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Assessing Risks to Wildlife from Free-Roaming Hybrid Cats: The Proposed Introduction of Pet Savannah Cats to Australia as a Case Study

1
National Environmental Science Program Threatened Species Recovery Hub, Desert Ecology Research Group, School of Life and Environmental Sciences, University of Sydney, Sydney, NSW 2006, Australia
2
National Environmental Science Program Threatened Species Recovery Hub, Centre for Biodiversity and Conservation Science, University of Queensland, St Lucia, QLD 4072, Australia
3
Fenner School of Environment and Society, The Australian National University, Canberra, ACT 2601, Australia
4
National Environmental Science Program Threatened Species Recovery Hub, Research Institute for the Environment and Livelihoods, Charles Darwin University, Casuarina, NT 0909, Australia
*
Author to whom correspondence should be addressed.
Animals 2019, 9(10), 795; https://doi.org/10.3390/ani9100795
Received: 20 August 2019 / Revised: 8 October 2019 / Accepted: 9 October 2019 / Published: 14 October 2019
(This article belongs to the Special Issue Interactions of Free-Roaming Cats and Wildlife)
The domestic cat, Felis catus, is often cross-bred with other species in the cat family to produce hybrid or ‘designer’ cats that are sought by people as pets. However, hybrid cats are often surrendered to wildlife shelters, or released, which leads to concern that they may establish free-roaming populations and damage native wildlife. In 2008, the Australian government rejected an application, on precautionary grounds, to import savannah cats (hybrids of the domestic cat and serval Leptailurus serval) into the country. We review the limited information informing this decision and then present a framework that identifies the native mammal species likely to have been most at risk of predation from savannah cats if importation and establishment had occurred. Assuming that savannah cats hunt similar prey to those that are hunted by both parent species, we estimate that 91% of Australia’s extant terrestrial mammal fauna would likely face some risk of predation from savannah cats, including 93% of non-volant mammal species that have threatened conservation status. The framework results strongly validate the decision to ban savannah cats from Australia. We suggest that our framework approach could be adapted to assess the likely risks that are posed by the arrival of other hybrid cats or hybrids of other animals.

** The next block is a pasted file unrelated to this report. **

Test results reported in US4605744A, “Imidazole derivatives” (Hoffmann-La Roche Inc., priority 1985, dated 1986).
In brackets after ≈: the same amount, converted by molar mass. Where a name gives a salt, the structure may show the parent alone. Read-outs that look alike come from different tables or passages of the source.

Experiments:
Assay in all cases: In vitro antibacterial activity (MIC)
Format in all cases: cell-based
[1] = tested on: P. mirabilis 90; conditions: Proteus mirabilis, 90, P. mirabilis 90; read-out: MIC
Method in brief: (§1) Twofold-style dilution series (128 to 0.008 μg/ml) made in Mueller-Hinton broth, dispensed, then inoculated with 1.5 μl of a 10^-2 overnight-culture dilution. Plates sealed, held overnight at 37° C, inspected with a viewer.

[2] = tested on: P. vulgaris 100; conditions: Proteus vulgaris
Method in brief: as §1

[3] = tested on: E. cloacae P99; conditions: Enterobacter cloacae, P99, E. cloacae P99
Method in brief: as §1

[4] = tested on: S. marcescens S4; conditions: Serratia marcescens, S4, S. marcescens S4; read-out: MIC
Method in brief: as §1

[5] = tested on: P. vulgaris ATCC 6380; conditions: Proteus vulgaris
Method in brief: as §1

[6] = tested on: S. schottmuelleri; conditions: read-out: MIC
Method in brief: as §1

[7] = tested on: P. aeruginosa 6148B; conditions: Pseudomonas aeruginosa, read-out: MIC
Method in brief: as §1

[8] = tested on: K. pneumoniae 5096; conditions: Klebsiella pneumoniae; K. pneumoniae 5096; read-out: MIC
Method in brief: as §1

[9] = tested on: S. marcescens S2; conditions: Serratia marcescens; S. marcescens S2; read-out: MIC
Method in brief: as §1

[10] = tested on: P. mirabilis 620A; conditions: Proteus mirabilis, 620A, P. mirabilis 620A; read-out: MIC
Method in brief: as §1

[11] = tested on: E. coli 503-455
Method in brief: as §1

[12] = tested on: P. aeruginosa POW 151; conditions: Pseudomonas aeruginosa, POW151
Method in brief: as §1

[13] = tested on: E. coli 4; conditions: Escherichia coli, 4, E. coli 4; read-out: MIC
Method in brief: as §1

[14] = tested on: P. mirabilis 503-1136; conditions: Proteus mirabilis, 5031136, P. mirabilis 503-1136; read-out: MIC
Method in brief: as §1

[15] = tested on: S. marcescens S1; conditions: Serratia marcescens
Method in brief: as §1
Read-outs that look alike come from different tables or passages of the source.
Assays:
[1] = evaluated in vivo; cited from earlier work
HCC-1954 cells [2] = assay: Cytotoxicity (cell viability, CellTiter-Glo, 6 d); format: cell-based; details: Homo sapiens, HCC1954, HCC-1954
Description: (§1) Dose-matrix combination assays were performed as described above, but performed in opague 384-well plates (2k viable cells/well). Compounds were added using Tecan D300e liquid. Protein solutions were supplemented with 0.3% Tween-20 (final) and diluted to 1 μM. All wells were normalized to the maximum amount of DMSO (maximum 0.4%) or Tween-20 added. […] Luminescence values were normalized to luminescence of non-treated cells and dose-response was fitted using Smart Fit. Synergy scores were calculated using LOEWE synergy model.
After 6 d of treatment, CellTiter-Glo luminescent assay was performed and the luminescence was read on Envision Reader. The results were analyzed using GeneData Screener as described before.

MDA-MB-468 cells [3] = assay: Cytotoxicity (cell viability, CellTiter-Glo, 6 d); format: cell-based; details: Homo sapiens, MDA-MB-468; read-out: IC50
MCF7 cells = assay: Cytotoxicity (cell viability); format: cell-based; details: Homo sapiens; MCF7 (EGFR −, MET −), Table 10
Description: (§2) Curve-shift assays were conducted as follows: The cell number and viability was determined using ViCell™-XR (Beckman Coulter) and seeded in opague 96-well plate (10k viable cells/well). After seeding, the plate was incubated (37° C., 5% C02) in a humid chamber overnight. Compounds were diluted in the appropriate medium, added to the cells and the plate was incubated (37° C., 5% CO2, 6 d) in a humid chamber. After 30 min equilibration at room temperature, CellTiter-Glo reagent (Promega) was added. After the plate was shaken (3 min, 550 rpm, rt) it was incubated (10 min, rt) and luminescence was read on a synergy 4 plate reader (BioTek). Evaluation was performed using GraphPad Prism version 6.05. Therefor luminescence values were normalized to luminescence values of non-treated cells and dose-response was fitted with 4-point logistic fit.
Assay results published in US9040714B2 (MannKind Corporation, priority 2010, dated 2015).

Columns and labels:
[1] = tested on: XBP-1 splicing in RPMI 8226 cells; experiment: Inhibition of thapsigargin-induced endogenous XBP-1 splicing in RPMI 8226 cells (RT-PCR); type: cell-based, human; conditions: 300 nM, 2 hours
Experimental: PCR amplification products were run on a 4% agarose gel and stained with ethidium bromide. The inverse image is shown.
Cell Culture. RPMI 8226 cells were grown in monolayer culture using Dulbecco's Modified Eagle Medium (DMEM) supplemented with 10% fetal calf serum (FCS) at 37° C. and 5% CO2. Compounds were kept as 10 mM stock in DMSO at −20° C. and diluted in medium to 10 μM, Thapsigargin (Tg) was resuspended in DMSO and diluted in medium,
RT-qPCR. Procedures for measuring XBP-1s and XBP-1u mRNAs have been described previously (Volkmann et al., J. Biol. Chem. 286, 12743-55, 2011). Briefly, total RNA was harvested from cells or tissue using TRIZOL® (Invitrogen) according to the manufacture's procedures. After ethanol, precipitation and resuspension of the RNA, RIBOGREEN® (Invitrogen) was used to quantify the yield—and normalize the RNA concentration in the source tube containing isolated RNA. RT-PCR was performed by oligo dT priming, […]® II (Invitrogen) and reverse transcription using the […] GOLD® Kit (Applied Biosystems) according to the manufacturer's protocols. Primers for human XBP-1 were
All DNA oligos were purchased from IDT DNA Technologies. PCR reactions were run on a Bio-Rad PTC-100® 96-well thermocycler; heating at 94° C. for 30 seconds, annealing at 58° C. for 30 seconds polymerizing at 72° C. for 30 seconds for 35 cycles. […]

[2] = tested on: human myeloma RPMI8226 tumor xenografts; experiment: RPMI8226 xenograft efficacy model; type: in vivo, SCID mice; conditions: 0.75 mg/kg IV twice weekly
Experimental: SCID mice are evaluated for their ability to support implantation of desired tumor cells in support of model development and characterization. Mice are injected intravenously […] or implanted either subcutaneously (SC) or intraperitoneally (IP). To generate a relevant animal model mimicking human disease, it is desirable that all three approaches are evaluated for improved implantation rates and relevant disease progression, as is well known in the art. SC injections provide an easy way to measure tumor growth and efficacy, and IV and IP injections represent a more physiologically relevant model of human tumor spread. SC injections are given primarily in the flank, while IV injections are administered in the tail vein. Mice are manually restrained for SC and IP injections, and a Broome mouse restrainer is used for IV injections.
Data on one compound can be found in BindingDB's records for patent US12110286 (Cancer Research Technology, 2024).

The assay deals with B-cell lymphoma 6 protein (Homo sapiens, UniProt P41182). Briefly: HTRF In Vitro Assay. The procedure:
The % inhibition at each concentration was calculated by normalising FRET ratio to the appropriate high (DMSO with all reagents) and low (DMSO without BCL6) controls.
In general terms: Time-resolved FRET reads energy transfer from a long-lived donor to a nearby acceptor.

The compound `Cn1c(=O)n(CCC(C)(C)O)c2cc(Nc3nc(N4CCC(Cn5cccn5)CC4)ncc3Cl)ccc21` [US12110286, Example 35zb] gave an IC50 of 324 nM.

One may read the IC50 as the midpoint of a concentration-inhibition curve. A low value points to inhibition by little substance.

Hybrid cats—created by crossing different species within the family Felidae—are popular pets, but they could potentially threaten native species if they escape and establish free-roaming populations. To forestall this possibility, the Australian government imposed a specific ban on importation of the savannah cat, a hybrid created by crossing the domestic cat Felis catus and serval Leptailurus serval, in 2008. We develop a decision–framework that identifies those species of non-volant native mammals in Australia that would likely have been susceptible to predation by savannah cats if importation and establishment had occurred. We assumed that savannah cats would hunt ecologically similar prey to those that are depredated by both the domestic cat and the serval, and categorised native mammals as having different levels of susceptibility to predation by savannah cats based on their size, habitat range, and behaviour. Using this framework, we assessed savannah cats as likely to add at least 28 extant native mammal species to the 168 that are known already to be susceptible to predation by the domestic cat, posing a risk to 91% of Australia’s extant non-volant terrestrial mammal species (n = 216) and to 93% of threatened mammal species. The framework could be generalised to assess risks from any other hybrid taxa. View Full-Text
Keywords: decision–framework; Felis catus; hybrid; Leptailurus serval; precautionary principle; predation risk; savannah cat; threatened species decision–framework; Felis catus; hybrid; Leptailurus serval; precautionary principle; predation risk; savannah cat; threatened species
MDPI and ACS Style

Dickman, C.R.; Legge, S.M.; Woinarski, J.C.Z. Assessing Risks to Wildlife from Free-Roaming Hybrid Cats: The Proposed Introduction of Pet Savannah Cats to Australia as a Case Study. Animals 2019, 9, 795.

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